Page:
Part of our being human is that we make mistakes — no one is perfect. Sometimes we make mistakes unintentionally. But sometimes we deliberately sin and do wrong to others. A famous saying is, “To err is human and to forgive is divine.” Both parts of this statement are very true. As human beings we are responsible, but we also make mistakes and we are constantly in need of forgiveness.
Islam states two aspects of forgiveness:
a) Allah’s forgiveness;
b) Human forgiveness.
We need both, because we do wrong in our relations to Allah as well as in our relations to each other.
Allah the Almighty is the Most Forgiving. The Qur’an mentions many of the names of Allah, some of which are related to His mercy and forgiveness. Let me mention some of these names.
Al Ghafoor (The Most Forgiving):
The Most Forgiving. This name occurs in the Qur’an more than seventy times. There are other names from the same root. The meaning of “ghafar” is to cover, to hide and from it comes the meaning “to excuse”, “to pardon”, “to remit” and “to forgive”. The Qur’an mentions that Allah does not forgive shirk (without repentance) but He may forgive every other sin for whomsoever He wills.
As Allah says in the Qur’an: “Indeed! Allah does not forgive the sin of ascribing partners to Him, but He forgives anything else to whom He pleases, and whoever takes partners with God has gone astray into far error”. (Sura 4, Al ‘Imran, ayah 116)
This is another aspect of forgiveness and the name occurs in the Qur’an five times. Literally the word ‘Afuw means “to release” “to heal”, “to restore”, “to remit”. It means that Allah “releases us from the burden of punishment due to our sins and mistakes”, “to restore our honor after we have dishonored ourselves by committing sins and making mistakes.” Some verses in the Qur’an mention both names, ‘Afuw and Ghafoor, together.
This name means The Acceptor of repentance and is mentioned in the Qur’an about 11 times. Allah accepts the repentance of those who sincerely repent and turn to him for forgiveness. The word “Tawwab” gives the sense of “oft-returning” which means that Allah again and again accepts our repentance. We make sins and mistakes, then we repent, and He accepts our repentance. Then again we commit sins and make mistakes and when we repent, He again very kindly accepts us and gives us another chance.
The Clement. This name is mentioned fifteen times in the Qur’an. It means that Allah The Almighty is not quick to judgment. He gives us time. He forebears and is patient with us until we return to Him.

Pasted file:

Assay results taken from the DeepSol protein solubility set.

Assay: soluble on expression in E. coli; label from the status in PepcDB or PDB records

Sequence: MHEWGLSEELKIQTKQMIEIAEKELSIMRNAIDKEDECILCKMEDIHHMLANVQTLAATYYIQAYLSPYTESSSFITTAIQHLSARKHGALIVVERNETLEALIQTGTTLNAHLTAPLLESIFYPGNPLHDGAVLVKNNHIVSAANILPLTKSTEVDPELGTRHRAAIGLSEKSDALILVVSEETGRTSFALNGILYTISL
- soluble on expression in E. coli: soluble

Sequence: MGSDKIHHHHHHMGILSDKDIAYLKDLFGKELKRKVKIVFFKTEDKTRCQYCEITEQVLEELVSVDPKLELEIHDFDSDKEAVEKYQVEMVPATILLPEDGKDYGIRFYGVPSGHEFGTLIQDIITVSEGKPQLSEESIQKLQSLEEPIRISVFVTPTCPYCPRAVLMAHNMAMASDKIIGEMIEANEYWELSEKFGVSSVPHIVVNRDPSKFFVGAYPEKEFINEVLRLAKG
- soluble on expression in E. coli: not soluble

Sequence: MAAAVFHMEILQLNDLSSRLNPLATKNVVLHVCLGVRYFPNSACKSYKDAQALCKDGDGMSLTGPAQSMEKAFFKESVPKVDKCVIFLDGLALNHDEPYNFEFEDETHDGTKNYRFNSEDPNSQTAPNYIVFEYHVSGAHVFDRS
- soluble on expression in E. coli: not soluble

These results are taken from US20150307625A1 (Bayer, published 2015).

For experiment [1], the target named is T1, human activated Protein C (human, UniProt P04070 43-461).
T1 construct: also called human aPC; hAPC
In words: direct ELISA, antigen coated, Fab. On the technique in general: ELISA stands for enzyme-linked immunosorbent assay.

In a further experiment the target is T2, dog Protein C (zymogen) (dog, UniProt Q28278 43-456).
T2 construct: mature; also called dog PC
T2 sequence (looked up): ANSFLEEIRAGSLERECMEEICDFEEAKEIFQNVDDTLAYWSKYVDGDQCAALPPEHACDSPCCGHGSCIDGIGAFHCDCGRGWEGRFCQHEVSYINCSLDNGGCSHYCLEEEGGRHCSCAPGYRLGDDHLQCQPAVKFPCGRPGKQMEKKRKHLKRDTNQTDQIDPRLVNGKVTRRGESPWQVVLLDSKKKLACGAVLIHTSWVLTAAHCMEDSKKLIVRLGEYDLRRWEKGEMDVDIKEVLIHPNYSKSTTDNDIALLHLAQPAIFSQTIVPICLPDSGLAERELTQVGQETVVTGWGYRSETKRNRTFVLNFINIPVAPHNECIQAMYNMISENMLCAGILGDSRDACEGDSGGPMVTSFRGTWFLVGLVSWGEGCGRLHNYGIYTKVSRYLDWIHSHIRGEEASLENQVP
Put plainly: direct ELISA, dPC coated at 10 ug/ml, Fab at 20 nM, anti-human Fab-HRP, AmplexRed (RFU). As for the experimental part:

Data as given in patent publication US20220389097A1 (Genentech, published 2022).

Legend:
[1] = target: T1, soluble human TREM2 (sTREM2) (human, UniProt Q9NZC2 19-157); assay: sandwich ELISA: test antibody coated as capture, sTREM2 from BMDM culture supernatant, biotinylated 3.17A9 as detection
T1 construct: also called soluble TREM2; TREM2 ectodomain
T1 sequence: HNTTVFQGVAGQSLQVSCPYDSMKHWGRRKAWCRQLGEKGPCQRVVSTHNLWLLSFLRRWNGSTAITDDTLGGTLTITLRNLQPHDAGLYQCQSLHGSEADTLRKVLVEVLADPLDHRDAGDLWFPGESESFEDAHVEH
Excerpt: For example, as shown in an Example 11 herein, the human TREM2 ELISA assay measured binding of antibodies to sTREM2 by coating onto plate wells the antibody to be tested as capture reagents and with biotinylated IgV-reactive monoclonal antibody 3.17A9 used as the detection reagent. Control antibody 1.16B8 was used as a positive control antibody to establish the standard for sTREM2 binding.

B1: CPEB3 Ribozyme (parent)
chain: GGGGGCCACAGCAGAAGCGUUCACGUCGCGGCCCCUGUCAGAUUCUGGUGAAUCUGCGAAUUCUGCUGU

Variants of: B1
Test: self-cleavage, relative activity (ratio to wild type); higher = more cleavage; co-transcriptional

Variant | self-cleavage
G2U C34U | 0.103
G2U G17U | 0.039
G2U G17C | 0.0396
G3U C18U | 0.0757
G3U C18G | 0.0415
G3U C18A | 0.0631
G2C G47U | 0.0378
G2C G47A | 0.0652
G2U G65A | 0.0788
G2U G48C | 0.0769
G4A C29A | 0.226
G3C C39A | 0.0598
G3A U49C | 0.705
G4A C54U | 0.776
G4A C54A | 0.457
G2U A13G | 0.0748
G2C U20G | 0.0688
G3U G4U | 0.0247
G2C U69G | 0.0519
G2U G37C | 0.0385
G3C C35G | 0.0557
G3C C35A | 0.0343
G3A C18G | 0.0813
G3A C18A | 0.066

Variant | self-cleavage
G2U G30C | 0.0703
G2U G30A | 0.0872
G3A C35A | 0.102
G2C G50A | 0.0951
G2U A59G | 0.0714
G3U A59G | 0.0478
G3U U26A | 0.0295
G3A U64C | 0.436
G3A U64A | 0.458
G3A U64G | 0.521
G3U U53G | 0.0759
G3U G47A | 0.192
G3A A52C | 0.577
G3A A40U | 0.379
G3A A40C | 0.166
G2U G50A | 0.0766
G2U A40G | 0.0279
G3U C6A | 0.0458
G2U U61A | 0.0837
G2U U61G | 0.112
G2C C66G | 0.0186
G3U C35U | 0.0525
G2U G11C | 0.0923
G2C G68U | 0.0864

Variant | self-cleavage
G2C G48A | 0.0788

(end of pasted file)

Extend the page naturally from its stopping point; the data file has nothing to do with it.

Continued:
Al-Rahman and al-Rahim:
The most Merciful and Compassionate. These names are the most frequently mentioned in the Qur’an. Al-Rahman is mentioned 57 times and Al-Raheem is mentioned 115 times. Al-Rahman indicates that Allah’s mercy is abundant and plenty and Al-Raheem indicates that this is always the case with Allah.
The Qur’an states that Allah is a Judge and He also punishes, but Allah is not bound to punish. The justice of Allah, according to the Qur’an, is that Allah does not and will not inflict undue punishment on any person. He will not ignore the good of any person. But if He wishes to forgive any sinner, He has full freedom to do that. His mercy is unlimited and infinite.
There are many verses in the Qur’an and sayings of Prophet Mohammad (PBUH) that emphasize the mercy and forgiveness of Allah. In one of the prayers that the Prophet taught, he said: “O Allah, You are most Forgiving One, You love to forgive, so forgive me.” (Narrated by Al-Tirmidhi and Ibn Majah)
Human Forgiveness in Islam:
Just as it is important to believe in the mercy and forgiveness of Allah, it is also necessary to base all human relations on forgiveness. How should we expect Allah’s forgiveness while we do not forgive those who do wrong to us? Forgiving each other, even forgiving one’s enemies, is one of the most important Islamic teachings. In the Qur’an, Allah describes the Believers as: “Those who avoid major sins and acts of indecencies and when they are angry they forgive.” (Sura 42, Ash-Shu’ara, ayah 37)
Later in the same Surah Allah says: “The reward of the evil is the evil thereof, but whosoever forgives and makes amends, his reward is upon Allah.” (Ayah 40)
Allah The Almighty also says in another Sura: “If you punish, then punish with the like of that wherewith you were afflicted. But if you endure patiently, indeed it is better for the patient. Be patient – for your patience is not but with the help of Allah.” (Sura 16, An-Nahl, ayat 126-127)
In one Hadith, Prophet Mohammad (PBUH) said that Allah has commanded him with nine things. One of them he mentioned was “that I forgive those who do wrong to me.”
When he entered the city of Mekkah after the victory, the Prophet -peace be upon him- faced his worst enemies . They had fought him for many years, and persecuted and killed many of his followers. Instead of punishing them or seeking revenge, the Prophet (PBUH) asked them: “What do you think I shall do to you now?” They pleaded for mercy. The Prophet (PBUH) said, “Today I shall say to you what Prophet Youssef (PBUH) said to his brothers, ‘No blame on you today. Go, you are all free.” Soon they all came and embraced Islam at his hands. He forgave even Hind who had caused the murder of his uncle Hamza -may Allah be pleased with him. And she eventually embraced Islam.
We must not forget that as much as we need Allah’s forgiveness for our sins and mistakes, we also must forgive those who do wrong to us.